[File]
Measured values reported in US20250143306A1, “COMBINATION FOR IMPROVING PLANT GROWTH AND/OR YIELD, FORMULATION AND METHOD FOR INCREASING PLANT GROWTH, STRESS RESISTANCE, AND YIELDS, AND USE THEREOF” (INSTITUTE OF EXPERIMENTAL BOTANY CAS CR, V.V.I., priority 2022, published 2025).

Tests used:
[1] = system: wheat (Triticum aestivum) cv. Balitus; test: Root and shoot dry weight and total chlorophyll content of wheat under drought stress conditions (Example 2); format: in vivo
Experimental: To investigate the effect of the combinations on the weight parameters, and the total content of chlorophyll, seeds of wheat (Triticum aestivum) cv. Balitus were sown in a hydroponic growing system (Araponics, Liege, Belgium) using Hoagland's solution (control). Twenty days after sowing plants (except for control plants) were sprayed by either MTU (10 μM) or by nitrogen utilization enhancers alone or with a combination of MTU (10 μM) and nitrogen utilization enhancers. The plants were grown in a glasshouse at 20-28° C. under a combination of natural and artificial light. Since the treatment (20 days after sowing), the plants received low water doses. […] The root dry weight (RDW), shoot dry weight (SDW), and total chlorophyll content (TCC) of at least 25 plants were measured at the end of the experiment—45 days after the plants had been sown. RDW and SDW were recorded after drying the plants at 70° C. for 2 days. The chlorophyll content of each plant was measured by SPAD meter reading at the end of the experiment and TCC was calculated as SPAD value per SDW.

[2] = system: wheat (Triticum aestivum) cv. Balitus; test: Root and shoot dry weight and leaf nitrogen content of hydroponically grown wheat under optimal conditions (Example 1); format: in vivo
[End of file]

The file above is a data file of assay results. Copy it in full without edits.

Measured values reported in US20250143306A1, “COMBINATION FOR IMPROVING PLANT GROWTH AND/OR YIELD, FORMULATION AND METHOD FOR INCREASING PLANT GROWTH, STRESS RESISTANCE, AND YIELDS, AND USE THEREOF” (INSTITUTE OF EXPERIMENTAL BOTANY CAS CR, V.V.I., priority 2022, published 2025).

Tests used:
[1] = system: wheat (Triticum aestivum) cv. Balitus; test: Root and shoot dry weight and total chlorophyll content of wheat under drought stress conditions (Example 2); format: in vivo
Experimental: To investigate the effect of the combinations on the weight parameters, and the total content of chlorophyll, seeds of wheat (Triticum aestivum) cv. Balitus were sown in a hydroponic growing system (Araponics, Liege, Belgium) using Hoagland's solution (control). Twenty days after sowing plants (except for control plants) were sprayed by either MTU (10 μM) or by nitrogen utilization enhancers alone or with a combination of MTU (10 μM) and nitrogen utilization enhancers. The plants were grown in a glasshouse at 20-28° C. under a combination of natural and artificial light. Since the treatment (20 days after sowing), the plants received low water doses. […] The root dry weight (RDW), shoot dry weight (SDW), and total chlorophyll content (TCC) of at least 25 plants were measured at the end of the experiment—45 days after the plants had been sown. RDW and SDW were recorded after drying the plants at 70° C. for 2 days. The chlorophyll content of each plant was measured by SPAD meter reading at the end of the experiment and TCC was calculated as SPAD value per SDW.

[2] = system: wheat (Triticum aestivum) cv. Balitus; test: Root and shoot dry weight and leaf nitrogen content of hydroponically grown wheat under optimal conditions (Example 1); format: in vivo